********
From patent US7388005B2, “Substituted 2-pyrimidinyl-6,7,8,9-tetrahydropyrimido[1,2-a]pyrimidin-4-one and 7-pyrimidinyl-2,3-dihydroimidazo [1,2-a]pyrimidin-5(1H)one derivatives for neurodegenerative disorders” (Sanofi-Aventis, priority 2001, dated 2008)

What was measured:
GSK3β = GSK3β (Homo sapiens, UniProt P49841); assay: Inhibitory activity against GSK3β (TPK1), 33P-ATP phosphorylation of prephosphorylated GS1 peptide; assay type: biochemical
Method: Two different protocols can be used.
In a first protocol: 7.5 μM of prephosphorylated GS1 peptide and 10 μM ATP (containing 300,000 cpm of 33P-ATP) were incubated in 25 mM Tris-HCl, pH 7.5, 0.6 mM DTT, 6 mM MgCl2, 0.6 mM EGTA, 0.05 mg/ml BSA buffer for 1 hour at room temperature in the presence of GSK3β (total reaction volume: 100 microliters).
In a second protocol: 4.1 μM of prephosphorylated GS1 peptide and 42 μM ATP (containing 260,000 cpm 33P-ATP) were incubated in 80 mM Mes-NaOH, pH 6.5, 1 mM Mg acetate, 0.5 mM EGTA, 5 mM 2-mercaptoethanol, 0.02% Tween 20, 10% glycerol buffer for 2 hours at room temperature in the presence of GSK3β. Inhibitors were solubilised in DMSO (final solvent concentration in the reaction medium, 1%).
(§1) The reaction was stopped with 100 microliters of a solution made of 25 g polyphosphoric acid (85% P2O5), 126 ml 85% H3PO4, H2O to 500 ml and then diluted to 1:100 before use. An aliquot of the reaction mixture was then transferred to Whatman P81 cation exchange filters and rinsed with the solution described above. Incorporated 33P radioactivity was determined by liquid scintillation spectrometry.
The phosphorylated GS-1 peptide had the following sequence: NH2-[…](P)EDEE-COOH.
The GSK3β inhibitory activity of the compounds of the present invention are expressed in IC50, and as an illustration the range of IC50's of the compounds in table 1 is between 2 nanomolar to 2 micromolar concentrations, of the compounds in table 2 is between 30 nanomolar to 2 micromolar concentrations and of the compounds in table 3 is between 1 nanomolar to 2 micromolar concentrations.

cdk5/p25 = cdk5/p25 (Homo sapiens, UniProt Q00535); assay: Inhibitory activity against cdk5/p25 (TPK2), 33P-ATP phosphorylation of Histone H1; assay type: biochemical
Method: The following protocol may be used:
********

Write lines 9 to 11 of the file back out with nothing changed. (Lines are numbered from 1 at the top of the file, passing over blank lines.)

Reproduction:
The GSK3β inhibitory activity of the compounds of the present invention are expressed in IC50, and as an illustration the range of IC50's of the compounds in table 1 is between 2 nanomolar to 2 micromolar concentrations, of the compounds in table 2 is between 30 nanomolar to 2 micromolar concentrations and of the compounds in table 3 is between 1 nanomolar to 2 micromolar concentrations.

cdk5/p25 = cdk5/p25 (Homo sapiens, UniProt Q00535); assay: Inhibitory activity against cdk5/p25 (TPK2), 33P-ATP phosphorylation of Histone H1; assay type: biochemical
Method: The following protocol may be used: